Whenever I discuss the pros and cons of the traditional Mass versus the Novus Ordo with someone, the one “obvious” positive that comes up often is the vaunted three year calendar with its increased quantity of scripture. I usually focus on the advantages of an annual seasonal calendar, and the superior quantity of scripture in the propers of the traditional Mass.
Can someone please explain to me, therefore, why the Archdiocese of St. Louis sponsors and celebrates its annual Mass in commemoration of non-Catholic, Baptist preacher and political activist Martin Luther King, Jr.?
At the risk of being smeared, someone has to say something about this. It doesn’t matter that King accomplished much good in his life. Does he deserve our respect? Yes. Does he deserve credit? Yes. Does he deserve remembrance from a grateful nation? Yes.
But all this does not change the fact that he lived and died a non-Catholic, and as such should not be “raised to the altar” in a local liturgy. Perhaps we should take a vote on the next such Mass. Ronald Reagan, anyone? How about other leaders from other religions, like Gandhi? When will a Mass for the great Obama follow?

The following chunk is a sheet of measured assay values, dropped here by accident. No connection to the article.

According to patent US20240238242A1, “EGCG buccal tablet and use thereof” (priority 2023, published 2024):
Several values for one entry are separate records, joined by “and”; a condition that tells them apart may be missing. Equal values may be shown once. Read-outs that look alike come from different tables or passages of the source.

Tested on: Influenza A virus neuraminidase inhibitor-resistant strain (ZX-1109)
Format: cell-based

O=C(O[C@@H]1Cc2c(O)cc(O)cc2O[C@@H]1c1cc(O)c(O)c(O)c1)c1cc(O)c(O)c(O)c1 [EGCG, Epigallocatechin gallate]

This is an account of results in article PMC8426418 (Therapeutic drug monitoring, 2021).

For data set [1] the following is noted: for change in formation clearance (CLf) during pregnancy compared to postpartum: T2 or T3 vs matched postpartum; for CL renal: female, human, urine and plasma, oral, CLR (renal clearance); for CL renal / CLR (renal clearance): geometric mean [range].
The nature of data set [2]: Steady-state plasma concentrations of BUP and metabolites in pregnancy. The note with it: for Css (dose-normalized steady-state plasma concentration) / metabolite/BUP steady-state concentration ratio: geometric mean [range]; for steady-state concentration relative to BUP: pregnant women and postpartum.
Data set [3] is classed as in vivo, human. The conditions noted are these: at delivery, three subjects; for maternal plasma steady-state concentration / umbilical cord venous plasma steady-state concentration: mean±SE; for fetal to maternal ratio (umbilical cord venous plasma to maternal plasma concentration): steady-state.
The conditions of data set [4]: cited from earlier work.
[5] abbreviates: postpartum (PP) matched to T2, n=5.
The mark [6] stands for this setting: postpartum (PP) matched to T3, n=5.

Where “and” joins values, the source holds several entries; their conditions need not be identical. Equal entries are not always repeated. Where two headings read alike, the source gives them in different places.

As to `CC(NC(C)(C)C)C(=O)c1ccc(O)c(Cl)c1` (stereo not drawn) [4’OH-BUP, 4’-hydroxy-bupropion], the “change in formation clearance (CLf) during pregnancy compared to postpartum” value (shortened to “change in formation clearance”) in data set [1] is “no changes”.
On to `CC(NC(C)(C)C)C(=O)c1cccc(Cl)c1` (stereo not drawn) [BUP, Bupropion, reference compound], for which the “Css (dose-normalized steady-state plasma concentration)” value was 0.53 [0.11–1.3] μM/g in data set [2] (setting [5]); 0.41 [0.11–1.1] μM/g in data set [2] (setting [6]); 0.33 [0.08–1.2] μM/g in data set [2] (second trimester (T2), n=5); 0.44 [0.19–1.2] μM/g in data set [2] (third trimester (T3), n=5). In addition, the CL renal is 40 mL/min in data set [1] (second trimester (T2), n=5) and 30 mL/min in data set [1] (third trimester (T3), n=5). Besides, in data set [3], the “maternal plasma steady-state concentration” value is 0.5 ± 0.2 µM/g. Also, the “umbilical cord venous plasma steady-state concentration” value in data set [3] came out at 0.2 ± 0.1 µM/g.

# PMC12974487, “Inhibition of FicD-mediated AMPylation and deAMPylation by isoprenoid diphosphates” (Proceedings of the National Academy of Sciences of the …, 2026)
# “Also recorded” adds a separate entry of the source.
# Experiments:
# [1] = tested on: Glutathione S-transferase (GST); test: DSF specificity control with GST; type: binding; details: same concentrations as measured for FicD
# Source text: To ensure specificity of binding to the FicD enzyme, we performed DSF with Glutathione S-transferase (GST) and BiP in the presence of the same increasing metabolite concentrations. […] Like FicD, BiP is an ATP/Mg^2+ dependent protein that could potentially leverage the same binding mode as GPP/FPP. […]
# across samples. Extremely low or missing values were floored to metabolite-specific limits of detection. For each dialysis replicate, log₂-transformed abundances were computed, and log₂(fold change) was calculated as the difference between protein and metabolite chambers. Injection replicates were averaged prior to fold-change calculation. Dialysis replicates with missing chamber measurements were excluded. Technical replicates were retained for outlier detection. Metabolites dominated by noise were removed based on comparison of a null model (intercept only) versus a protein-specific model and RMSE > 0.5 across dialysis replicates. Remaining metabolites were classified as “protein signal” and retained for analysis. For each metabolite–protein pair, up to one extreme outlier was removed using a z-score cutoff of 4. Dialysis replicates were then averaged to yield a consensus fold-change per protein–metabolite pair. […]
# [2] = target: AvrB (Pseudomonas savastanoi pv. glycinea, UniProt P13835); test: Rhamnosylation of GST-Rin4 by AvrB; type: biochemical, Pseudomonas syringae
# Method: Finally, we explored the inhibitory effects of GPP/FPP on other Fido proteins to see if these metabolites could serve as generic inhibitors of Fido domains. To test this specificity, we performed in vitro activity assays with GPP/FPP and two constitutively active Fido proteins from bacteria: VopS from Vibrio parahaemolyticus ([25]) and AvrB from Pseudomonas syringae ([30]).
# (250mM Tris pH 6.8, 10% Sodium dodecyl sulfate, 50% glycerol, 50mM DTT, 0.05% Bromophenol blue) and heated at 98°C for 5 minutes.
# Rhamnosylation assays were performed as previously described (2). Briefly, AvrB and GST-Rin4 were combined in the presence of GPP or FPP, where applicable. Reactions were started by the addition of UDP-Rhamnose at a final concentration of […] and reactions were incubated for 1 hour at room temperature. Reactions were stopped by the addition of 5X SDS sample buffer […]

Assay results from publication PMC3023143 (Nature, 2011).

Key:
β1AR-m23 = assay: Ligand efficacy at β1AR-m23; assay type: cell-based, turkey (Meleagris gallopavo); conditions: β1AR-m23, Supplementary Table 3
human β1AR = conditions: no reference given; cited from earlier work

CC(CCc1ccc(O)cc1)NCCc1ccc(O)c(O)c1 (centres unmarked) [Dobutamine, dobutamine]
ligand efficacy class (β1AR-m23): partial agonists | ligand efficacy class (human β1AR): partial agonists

I remember, on a trip to London, visiting the (“borrowed” by Henry VIII) Westminster Abbey and blinking hard to make sure that I actually saw a bas-relief of Martin Luther King, Jr. beaming down amongst the assembled saints over the portico. I remember thinking that I was glad that at least we didn’t have such nonsense in the Catholic Church. I spoke too soon.
Forgive me, but I can’t help but think that a Mass in honor of St. Anthony the Abbot might have been more fitting. That man of prayer, by offering his life for the faith, accomplished more than any political activist, however revered.
The Mass is not the private property of anyone, neither of the celebrant, nor the community, as John Paul II reminded us in Ecclesia de Eucharistia, #52. Well-meaning social activism cheapens the celebration of the Mass. Enough.